High genotypic diversity of Rhinoviruses obtained from Tunisian children with severe acute respiratory infection
Introduction: Rhinoviruses (HRV) are among the leading causes of Severe Acute Respiratory Infection (SARI). Their burden and genetic diversity vary from one region to another and little is known in Northern African regions. This study describes epidemiological patterns and genotypic diversity of HRV in SARI cases during a two and half year’s study, in Northern Tunisia.
Methodology: A total of 271 SARI cases, admitted into the Pediatric Intensive Care Unit of Bechir Hamza Children's Hospital in Tunis, were collected between September 2015 and December 2017. The investigation concerned 104 samples positive for HRV and/or HEV (Human Enterovirus) obtained among these cases. Specific HRV and HEV detections were assessed by real-time PCRs. The HRV molecular typing was based on the VP4-VP2 genomic region analyses.
Results: Among the viral SARI cases, 33.5% and 12.3% were positive for HRV and HEV respectively. Molecular investigations showed high prevalence of HRV-A (63.3%) followed by HRV-C (30.6%) and HRV-B (6.1%) and high genotypic diversity with 27 types. HRV cases were mostly detected in toddlers younger than 6 months. A total of 16 cases (28%) were found with bacterial and/or viral co-infection. HRV-C infection and HRV-A with bacterial co-infection were associated with complicated infection. Some of the detected types showed a continuous circulation or turnover during an extended period. HRV-A101 and HRV-C45 were the most frequently detected types.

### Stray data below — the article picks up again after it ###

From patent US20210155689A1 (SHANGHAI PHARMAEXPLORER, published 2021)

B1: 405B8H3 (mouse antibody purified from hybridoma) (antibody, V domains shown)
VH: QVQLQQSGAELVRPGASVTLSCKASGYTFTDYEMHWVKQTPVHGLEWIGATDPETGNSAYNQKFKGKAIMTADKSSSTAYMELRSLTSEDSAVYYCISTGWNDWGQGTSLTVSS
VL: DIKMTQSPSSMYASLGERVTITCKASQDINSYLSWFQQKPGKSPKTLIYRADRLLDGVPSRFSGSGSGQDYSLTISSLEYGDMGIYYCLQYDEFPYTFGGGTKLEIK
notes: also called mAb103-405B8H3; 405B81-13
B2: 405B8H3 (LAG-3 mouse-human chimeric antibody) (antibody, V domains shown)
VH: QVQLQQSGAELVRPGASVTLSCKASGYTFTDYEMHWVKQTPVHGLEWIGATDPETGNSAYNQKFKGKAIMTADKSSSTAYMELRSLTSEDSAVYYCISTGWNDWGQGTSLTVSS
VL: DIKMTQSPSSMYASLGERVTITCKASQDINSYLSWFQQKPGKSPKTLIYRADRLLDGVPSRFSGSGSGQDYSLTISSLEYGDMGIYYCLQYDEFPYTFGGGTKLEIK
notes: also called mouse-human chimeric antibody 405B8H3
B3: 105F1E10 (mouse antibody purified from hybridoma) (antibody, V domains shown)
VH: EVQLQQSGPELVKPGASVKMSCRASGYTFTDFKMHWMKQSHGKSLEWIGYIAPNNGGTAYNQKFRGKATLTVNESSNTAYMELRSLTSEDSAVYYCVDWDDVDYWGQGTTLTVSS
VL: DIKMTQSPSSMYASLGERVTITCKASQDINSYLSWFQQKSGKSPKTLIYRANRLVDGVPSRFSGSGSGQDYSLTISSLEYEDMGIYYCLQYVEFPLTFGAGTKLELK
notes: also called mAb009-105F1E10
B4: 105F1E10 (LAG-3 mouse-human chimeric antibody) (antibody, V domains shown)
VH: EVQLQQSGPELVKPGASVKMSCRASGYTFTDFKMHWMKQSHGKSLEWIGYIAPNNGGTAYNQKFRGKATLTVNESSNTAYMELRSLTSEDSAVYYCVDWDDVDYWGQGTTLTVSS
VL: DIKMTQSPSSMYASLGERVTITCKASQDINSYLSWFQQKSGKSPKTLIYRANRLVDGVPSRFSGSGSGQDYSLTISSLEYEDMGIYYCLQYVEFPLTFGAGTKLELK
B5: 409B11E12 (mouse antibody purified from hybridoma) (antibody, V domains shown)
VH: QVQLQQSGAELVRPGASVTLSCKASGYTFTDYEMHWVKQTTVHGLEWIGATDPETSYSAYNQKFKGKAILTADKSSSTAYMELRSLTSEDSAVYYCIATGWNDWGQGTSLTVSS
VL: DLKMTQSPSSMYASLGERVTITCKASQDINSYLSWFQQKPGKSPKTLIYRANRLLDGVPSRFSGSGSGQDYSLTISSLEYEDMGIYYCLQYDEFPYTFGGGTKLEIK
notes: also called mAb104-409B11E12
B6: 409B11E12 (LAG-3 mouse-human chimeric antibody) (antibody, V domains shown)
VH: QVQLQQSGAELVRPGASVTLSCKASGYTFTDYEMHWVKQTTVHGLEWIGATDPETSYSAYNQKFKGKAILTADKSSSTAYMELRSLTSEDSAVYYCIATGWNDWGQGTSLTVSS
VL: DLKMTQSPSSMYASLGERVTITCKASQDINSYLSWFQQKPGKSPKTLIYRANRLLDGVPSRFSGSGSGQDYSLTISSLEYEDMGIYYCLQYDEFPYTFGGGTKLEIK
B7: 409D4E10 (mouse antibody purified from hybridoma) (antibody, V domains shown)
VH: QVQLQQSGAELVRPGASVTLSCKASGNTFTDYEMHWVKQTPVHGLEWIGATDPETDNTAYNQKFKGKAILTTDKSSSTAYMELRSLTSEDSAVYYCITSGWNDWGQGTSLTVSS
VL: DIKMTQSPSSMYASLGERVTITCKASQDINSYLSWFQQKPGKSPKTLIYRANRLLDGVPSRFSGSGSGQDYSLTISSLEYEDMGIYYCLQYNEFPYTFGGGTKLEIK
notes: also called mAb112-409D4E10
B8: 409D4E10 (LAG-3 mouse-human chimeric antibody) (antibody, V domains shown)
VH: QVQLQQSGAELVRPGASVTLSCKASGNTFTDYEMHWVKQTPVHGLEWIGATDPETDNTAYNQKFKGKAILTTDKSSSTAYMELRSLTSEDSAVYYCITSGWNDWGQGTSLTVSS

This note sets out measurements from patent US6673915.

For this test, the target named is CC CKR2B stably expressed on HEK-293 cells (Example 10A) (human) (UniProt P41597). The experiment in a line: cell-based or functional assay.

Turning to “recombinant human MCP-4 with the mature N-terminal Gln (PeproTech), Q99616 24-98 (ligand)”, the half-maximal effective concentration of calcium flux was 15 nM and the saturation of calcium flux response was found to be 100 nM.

Conclusions: This study revealed, for the first time, the high HRV diversity in Tunisia, a North-African region. Specific phylogenetic investigations may help to evaluate their diversity and to trace their spread and epidemiological origin.
Copyright (c) 2021 Sondes Haddad-Boubaker, Khaoula Mefteh, Chaima Mejri, Aida Bouaffsoun, Awatef El Moussi, Ilhem Boutiba, Khaled Mnif, Amin Slim , Amel Kechrid, Hanen Smaoui
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